After an asteroid impact that killed carnivorous bird-like dinosaurs some 65 million years ago, birds with toothless beaks survived on seeds in the absence of other food sources, say Canadian researchers.
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When the dinosaurs became extinct, plenty of small bird-like dinosaurs disappeared along with giants like Tyrannosaurus and Triceratops.
Why only some of them survived to become modern day birds remained a mystery, researchers noted.
"The small bird-like dinosaurs in the Cretaceous -- the maniraptoran dinosaurs -- are not a well understood group. They are some of the closest relatives to modern birds and at the end of the Cretaceous, many went extinct, including the toothed birds but modern crown-group birds managed to survive the extinction," said first author of the study Derek Larson.
The team of researchers investigated whether the extinction at the end of the Cretaceous was an abrupt event or a progressive decline simply capped by the meteor impact.
Larson and his colleagues looked for patterns of diversity in the teeth, which spanned 18 million years (up until the end of the Cretaceous).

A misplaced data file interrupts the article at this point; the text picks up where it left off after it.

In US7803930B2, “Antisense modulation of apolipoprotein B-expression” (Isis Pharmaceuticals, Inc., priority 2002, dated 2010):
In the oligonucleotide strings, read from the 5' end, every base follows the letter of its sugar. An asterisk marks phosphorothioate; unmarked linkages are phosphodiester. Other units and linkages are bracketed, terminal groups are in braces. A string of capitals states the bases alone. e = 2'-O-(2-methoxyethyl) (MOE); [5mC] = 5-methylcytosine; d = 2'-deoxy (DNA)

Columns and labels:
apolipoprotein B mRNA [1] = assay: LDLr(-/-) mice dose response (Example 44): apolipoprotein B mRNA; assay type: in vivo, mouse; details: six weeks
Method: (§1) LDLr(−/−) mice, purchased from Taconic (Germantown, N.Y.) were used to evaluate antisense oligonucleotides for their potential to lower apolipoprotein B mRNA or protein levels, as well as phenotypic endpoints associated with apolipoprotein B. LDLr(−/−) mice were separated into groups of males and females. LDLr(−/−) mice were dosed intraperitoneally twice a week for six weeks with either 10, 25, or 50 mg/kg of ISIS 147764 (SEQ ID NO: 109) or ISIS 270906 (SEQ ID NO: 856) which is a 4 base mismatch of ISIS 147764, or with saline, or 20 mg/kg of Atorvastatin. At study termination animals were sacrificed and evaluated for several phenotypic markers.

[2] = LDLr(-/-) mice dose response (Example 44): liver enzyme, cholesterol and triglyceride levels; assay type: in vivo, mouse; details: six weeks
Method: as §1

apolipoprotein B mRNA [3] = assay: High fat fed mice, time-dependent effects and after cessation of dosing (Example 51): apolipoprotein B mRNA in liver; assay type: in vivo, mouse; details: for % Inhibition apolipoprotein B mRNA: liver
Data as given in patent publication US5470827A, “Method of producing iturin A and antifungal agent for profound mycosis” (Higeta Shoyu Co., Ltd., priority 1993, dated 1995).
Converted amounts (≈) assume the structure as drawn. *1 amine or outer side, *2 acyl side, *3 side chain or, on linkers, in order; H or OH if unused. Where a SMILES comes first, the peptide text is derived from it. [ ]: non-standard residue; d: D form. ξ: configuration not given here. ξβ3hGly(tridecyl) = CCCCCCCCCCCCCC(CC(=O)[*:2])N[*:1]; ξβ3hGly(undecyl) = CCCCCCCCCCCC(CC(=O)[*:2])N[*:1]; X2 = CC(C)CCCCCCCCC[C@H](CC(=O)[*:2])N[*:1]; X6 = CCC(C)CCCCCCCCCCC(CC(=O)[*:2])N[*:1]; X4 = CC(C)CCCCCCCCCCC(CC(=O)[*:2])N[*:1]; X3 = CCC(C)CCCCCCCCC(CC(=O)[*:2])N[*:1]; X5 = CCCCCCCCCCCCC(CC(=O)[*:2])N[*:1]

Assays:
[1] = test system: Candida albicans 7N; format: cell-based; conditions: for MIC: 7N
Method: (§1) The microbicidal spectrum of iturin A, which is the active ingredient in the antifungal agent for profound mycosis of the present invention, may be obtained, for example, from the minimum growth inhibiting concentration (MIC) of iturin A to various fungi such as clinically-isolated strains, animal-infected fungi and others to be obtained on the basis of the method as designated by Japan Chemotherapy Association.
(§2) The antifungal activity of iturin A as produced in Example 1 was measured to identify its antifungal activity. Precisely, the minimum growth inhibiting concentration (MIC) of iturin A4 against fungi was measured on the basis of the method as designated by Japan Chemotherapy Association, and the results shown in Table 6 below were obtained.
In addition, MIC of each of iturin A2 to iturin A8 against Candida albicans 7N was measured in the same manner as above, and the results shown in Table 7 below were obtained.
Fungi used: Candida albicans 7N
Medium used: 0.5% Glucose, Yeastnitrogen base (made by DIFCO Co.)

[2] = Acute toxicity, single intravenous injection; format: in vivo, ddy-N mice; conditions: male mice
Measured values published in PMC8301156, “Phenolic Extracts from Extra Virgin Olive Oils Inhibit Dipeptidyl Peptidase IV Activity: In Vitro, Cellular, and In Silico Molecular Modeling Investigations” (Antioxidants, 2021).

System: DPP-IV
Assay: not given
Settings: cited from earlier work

"The maniraptoran dinosaurs maintained a very steady level of variation through the last 18 million years of the Cretaceous. They abruptly became extinct just at the boundary," Larson said in a paper that appeared in the journal Current Biology.
The team suspected that diet might have played a part in the survival of the lineage that produced today's birds and they used dietary information and previously published group relationships from modern day birds to infer what their ancestors might have eaten.
Larson and his colleagues hypothesized that the last common ancestor of today's birds was a toothless seed eater with a beak.
"There were bird-like dinosaurs with teeth up until the end of the Cretaceous, where they all died off very abruptly," said Larson, adding, "Some groups of beaked birds may have been able to survive the extinction event because they were able to eat seeds."